THROUGH MIDNIGHT STREETS by Joseph W. Meagher

THROUGH MIDNIGHT STREETS

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KIRKUS REVIEW

Good -- which is strength and kindness -- and evil -- which is weakness and fear -- are personified by Owen Neil and Lloyd Kleinhardt whose lives have no point of contact until each must choose his own fate. Owen, a local Brooklyn boy, takes pleasure in his haphazard friends and cares little for his quick turnover in jobs and all this is hard for his Della, to whom he is a sickness and a rainbow. Lloyd, married to neurotic Marice, adoring his little daughter, descends from his respectable Riverdale life to Brooklyn's waterfront and periods of rumdum drinking -- which catches up with him and he catches the vicious imprisonment of human limpets. Owen lands, through sickness, at the same sinkhole of a hotel, knows his own power to escape the trap and offers an assist to Lloyd, which is accepted, then refused. For Lloyd there is degradation -- for Owen, his Delia and a job for which he is fitted. The commonplaces, the matter of factness and the bits of humor and characters surprise an unexpected interest, and give a chance for a tough, rough but contrarily innocent and cleanly moral -ed tale.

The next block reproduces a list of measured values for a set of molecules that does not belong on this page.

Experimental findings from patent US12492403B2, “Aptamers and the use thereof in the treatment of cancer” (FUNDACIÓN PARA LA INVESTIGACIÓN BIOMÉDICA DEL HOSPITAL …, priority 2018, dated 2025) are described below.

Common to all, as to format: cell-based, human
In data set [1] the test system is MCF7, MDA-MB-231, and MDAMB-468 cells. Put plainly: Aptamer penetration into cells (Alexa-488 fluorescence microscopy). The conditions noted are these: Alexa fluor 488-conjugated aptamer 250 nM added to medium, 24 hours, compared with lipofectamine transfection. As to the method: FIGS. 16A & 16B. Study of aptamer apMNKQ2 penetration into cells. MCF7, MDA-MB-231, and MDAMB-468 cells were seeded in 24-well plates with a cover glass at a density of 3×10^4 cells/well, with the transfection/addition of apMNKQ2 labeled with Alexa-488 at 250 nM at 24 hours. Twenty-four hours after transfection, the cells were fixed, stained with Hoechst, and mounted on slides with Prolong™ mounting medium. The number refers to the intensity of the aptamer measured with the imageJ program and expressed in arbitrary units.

Pub Date: Feb. 18th, 1953
Publisher: Little, Brown